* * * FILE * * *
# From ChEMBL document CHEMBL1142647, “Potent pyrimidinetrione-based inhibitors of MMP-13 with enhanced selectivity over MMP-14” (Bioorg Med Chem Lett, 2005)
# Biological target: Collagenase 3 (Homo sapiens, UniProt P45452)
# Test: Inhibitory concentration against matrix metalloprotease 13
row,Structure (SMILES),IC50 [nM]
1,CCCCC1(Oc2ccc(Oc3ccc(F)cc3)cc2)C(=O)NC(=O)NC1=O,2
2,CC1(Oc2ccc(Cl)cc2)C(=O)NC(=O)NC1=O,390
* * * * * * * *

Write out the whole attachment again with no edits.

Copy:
# From ChEMBL document CHEMBL1142647, “Potent pyrimidinetrione-based inhibitors of MMP-13 with enhanced selectivity over MMP-14” (Bioorg Med Chem Lett, 2005)
# Biological target: Collagenase 3 (Homo sapiens, UniProt P45452)
# Test: Inhibitory concentration against matrix metalloprotease 13
row,Structure (SMILES),IC50 [nM]
1,CCCCC1(Oc2ccc(Oc3ccc(F)cc3)cc2)C(=O)NC(=O)NC1=O,2
2,CC1(Oc2ccc(Cl)cc2)C(=O)NC(=O)NC1=O,390